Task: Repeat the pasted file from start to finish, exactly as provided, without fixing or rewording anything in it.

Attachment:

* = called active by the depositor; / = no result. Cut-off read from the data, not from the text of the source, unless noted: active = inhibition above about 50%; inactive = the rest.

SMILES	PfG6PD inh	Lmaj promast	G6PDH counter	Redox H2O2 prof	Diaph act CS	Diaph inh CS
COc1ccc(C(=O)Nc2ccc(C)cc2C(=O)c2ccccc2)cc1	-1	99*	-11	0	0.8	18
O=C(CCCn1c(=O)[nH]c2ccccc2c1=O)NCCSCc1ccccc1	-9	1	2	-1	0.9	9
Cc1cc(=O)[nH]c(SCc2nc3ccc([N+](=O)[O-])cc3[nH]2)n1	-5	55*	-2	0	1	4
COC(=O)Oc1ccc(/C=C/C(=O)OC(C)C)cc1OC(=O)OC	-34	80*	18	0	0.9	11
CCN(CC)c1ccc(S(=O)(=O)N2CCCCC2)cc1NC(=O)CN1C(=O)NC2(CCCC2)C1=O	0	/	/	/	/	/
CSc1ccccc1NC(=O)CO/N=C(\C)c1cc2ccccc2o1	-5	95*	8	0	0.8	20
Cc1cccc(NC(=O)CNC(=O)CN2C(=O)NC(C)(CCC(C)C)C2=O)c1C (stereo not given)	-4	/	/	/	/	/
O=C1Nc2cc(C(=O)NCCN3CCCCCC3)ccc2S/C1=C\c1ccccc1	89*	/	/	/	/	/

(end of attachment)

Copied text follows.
* = called active by the depositor; / = no result. Cut-off read from the data, not from the text of the source, unless noted: active = inhibition above about 50%; inactive = the rest.

SMILES	PfG6PD inh	Lmaj promast	G6PDH counter	Redox H2O2 prof	Diaph act CS	Diaph inh CS
COc1ccc(C(=O)Nc2ccc(C)cc2C(=O)c2ccccc2)cc1	-1	99*	-11	0	0.8	18
O=C(CCCn1c(=O)[nH]c2ccccc2c1=O)NCCSCc1ccccc1	-9	1	2	-1	0.9	9
Cc1cc(=O)[nH]c(SCc2nc3ccc([N+](=O)[O-])cc3[nH]2)n1	-5	55*	-2	0	1	4
COC(=O)Oc1ccc(/C=C/C(=O)OC(C)C)cc1OC(=O)OC	-34	80*	18	0	0.9	11
CCN(CC)c1ccc(S(=O)(=O)N2CCCCC2)cc1NC(=O)CN1C(=O)NC2(CCCC2)C1=O	0	/	/	/	/	/
CSc1ccccc1NC(=O)CO/N=C(\C)c1cc2ccccc2o1	-5	95*	8	0	0.8	20
Cc1cccc(NC(=O)CNC(=O)CN2C(=O)NC(C)(CCC(C)C)C2=O)c1C (stereo not given)	-4	/	/	/	/	/
O=C1Nc2cc(C(=O)NCCN3CCCCCC3)ccc2S/C1=C\c1ccccc1	89*	/	/	/	/	/